Kalamazoo Community Foundation is among more than 100 local organizational and individual partners working on Truth, Racial Healing & Transformation (TRHT), which includes the National Day of Racial Healing (NDORH) on Jan. 16.

You can download this information in a .pdf here.

What is the National Day of Racial Healing?

  • Jan. 16, 2018 will be the second annual National Day of Racial Healing. The day was established in 2017 by more than 550 leaders from around the United States and events are being planned across the country. It will be the Tuesday after MLK day every year, chosen to link and continue the conversation.
  • NDORH is an opportunity for people and communities across the United States to acknowledge the deep and ongoing pain caused by racism and inspire collective action to address it.
  • Healing means different things for different people across different identities – learning and reflection through discussion for some, truth-telling, art, movement, and music for others.
  • The process of healing can happen on a personal, cultural, and systemic level. For communities to heal we must lead with justice, working toward systemic change and transformation as well as engaging with others from different backgrounds.
  • Everyone has a role to play as we start to recognize our shared humanity and how racism has harmed us all collectively in different ways.
  • NDORH is a part of the W.K. Kellogg Foundation’s Truth, Racial Healing & Transformation (TRHT) effort – a national and community-based process to plan for and bring about transformational and sustainable change, and to address the historic and contemporary effects of racism. For more information, see www.healourcommunities.org
  • The Kalamazoo TRHT partnership will be doing visioning and getting input from people across the community who aren’t usually ‘at the table’ to lift those voices and perspectives up to help inform our local TRHT vision – in partnership with Rootead, KYDnet, Douglass Community Association, Welcoming Michigan, and others. There will be more of these types of activates in the future.

What you can do on the #NDORH in Kalamazoo?

City of Kalamazoo has formally recognized the National Day of Racial Healing at a recent City Commission meeting. Others can make the proclamation too using a template for organizations or government entities. Here are some other things to do on the Day of Racial Healing and beyond:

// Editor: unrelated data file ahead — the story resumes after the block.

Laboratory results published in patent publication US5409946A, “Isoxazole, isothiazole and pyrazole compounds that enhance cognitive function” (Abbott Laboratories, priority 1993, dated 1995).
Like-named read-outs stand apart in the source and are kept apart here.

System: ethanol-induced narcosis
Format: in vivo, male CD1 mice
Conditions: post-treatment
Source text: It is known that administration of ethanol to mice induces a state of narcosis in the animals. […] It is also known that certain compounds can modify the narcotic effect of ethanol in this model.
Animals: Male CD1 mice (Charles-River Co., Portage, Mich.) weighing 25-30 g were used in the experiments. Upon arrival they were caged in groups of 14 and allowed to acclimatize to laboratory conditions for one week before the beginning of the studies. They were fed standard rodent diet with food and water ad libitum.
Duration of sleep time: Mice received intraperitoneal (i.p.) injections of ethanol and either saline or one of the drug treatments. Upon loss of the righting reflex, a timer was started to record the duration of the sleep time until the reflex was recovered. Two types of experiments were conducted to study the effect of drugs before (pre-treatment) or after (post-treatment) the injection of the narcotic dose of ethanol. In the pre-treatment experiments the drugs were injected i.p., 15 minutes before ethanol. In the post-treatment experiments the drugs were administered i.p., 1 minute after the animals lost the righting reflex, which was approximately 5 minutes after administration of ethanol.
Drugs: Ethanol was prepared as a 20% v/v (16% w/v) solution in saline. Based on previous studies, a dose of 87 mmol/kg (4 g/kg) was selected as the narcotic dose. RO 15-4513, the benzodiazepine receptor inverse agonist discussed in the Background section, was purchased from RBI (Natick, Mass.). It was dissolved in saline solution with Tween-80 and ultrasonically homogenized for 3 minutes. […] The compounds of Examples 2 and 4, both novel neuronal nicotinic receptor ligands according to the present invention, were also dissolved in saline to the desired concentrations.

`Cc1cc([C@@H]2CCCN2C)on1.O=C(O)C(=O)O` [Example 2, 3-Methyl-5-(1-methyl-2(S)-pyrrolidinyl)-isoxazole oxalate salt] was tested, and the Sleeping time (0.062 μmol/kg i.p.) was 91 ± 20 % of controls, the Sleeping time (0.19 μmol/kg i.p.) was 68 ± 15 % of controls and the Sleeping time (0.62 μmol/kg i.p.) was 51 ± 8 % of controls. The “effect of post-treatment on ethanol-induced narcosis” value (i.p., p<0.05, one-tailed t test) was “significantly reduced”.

Have a conversation

Anyone can have a conversation about racism with their family, friends, or in their workplace using the NDORH Conversation Guide. Businesses, organizations, and individuals can hang a poster in a visible place to show support for the day. For anyone who can’t print themselves, packets with these documents can be picked up from the Kalamazoo Community Foundation on Thursday Jan. 11 and Friday Jan. 12 between 9am-5pm at KZCF, 402 E. Michigan Avenue.

Engage on social media

Use these images and share stories on social media using #NDORH.

Support MLK Celebration Weekend

We encourage everyone to participate in the MLK Celebration weekend events hosted the weekend before and beyond, more details here. The National Day of Racial Healing is a great time to reflect on how we can continue the MLK and civil rights legacy in our lives today.

Read along with KZCF staff and other TRHT partners

Some KZCF staff and TRHT places across the country are currently reading The Color of Law by Richard Rothstein. A few others have been on the KZCF staff reading list in the past are Between the World and Me by Ta-Nehisi Coates, The New Jim Crow by Michelle Alexander, Just Mercy by Bryan Stevenson, and A Different Drummer by William Melvin Kelley.

Attend an event

Attend free public events hosted by the Arcus Center for Social Justice Leadership at Kalamazoo College (205 Monroe St., Kalamazoo). Details and updates can be found here. RSVP for either by emailing RSVP to acsjl@kzoo.edu.

  • Reclaiming Native History and Culture film and discussion 11:30 am - 1:30 pm
  • Workshop led by nationally-renowned organizer, educator, and curator Mariame Kaba 5:00 – 8:00 pm

Engage beyond January 16

Efforts from the day will continue throughout the year. People can support the process by getting a County ID next month, volunteering with an organization or group that focuses on racial justice, commit to challenging assumptions about people from different backgrounds, to name a few examples. To get updates about TRHT Kalamazoo, sign up here.